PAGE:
After significant community input, Portland City Council announced this week that it will discontinue support for chain superstore Walmart within its city limits. In a statement released the city cites concerns over labor and ethical practices observed in the company, likely in reference to the ongoing nationwide debate over minimum and living wages for workers.
"We don’t want our money to be saying things that are at cross purposes with values we profess everyday" said Commissioner Steve Novick in a statement to The New York Times Sunday, citing the city's progressive political views at both the elected positions and within the citizenry. He went on to say “Right off the bat, we knew we were comfortable putting them on the do-not-buy list based on information that is widely, publicly available."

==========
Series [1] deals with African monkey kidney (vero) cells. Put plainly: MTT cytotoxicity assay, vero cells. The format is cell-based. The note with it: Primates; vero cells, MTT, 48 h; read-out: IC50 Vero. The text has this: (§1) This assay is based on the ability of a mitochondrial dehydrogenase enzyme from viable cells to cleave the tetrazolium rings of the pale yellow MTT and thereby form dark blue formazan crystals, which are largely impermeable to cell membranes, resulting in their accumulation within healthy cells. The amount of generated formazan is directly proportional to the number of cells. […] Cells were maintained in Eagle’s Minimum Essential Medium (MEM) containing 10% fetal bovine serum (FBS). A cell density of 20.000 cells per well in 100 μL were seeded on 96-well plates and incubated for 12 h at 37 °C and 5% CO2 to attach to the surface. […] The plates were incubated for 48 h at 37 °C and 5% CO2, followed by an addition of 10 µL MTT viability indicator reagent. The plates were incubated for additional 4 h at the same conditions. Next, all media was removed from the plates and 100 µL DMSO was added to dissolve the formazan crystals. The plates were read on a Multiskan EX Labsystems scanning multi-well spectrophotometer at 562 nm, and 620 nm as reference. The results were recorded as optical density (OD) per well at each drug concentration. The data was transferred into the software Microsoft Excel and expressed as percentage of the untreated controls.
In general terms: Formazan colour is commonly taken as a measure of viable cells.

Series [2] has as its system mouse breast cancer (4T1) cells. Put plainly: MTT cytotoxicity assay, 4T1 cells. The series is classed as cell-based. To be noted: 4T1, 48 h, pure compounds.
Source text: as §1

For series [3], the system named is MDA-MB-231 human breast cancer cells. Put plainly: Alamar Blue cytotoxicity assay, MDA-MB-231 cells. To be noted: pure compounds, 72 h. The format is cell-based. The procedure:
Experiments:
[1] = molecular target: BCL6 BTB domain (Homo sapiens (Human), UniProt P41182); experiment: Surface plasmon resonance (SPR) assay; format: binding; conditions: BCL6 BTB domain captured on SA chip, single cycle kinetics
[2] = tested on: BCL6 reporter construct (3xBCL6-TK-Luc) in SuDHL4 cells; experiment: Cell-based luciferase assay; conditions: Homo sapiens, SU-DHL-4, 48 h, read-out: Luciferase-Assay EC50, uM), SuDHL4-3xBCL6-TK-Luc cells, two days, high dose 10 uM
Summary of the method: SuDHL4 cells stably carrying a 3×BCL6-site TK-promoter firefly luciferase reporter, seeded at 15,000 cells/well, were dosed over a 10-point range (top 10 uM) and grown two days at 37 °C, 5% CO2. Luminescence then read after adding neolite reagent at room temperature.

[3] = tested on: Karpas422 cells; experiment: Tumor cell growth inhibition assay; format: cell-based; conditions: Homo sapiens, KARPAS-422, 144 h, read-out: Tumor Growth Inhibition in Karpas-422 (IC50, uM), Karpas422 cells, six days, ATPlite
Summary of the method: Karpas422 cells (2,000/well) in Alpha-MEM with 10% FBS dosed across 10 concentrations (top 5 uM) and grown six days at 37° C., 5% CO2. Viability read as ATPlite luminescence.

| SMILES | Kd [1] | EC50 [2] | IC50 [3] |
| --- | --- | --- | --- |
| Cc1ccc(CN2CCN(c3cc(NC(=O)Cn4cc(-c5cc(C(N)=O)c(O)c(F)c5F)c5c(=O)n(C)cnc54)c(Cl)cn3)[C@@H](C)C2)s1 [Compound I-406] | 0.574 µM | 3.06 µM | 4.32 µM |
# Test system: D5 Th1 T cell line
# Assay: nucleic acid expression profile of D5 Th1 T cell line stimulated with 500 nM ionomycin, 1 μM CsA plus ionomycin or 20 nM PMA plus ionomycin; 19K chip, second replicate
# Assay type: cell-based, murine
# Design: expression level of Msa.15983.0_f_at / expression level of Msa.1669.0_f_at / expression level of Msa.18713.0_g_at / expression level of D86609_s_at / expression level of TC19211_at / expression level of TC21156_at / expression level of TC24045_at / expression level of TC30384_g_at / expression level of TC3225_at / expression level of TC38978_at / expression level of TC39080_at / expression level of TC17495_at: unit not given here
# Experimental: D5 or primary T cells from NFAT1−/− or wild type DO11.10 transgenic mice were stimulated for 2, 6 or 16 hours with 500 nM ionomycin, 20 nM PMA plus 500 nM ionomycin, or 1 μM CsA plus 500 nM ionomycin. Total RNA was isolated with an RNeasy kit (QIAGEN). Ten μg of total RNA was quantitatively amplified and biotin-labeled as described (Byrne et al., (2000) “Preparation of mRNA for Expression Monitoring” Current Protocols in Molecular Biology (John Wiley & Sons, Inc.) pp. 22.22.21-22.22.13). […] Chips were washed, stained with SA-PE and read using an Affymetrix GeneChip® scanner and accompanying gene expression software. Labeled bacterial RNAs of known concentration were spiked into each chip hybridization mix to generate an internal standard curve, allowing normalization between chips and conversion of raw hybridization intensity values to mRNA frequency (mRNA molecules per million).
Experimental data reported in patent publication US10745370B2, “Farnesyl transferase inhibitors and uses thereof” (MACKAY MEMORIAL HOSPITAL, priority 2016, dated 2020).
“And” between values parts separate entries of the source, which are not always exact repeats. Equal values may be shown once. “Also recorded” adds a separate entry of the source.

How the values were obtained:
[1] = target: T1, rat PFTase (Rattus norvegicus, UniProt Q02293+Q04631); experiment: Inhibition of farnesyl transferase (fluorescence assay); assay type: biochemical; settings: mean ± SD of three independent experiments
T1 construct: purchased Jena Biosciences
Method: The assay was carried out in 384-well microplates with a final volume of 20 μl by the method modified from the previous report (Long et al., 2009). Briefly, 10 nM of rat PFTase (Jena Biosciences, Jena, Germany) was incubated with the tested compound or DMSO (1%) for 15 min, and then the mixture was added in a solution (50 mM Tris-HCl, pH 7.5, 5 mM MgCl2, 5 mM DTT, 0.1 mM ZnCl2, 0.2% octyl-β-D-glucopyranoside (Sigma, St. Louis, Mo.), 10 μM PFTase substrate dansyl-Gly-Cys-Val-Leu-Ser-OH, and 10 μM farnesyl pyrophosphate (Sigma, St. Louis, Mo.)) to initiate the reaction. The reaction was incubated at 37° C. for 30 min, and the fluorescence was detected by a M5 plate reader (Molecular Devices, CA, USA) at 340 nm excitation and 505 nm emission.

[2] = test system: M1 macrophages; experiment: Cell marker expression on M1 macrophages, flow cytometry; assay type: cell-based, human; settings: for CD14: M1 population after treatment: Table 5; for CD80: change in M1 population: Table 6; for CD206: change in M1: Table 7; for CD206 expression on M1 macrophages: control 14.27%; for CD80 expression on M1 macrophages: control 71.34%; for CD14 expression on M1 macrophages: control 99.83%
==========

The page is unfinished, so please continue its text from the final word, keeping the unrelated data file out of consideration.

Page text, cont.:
This isn't the first big announcement on Walmart the city has made this year. Back in October the city council approved a plan that would put an end to the acceptance of new bonds from the city, which the city has invested several million in taxpayer dollars in thus far. Once those investments have been paid off, the city will refrain from investing any further in the company.
This decision is the fruit of a plan to create a list of businesses the city deems outside of the city's values, with Walmart being the first and so far only member to make the list. No word has been released yet as to what other businesses are being considered for being added to the list. When the cities bond holdings in Walmart expire in 2016, it will mark the end of $36 million in investments the city have made in the company to date.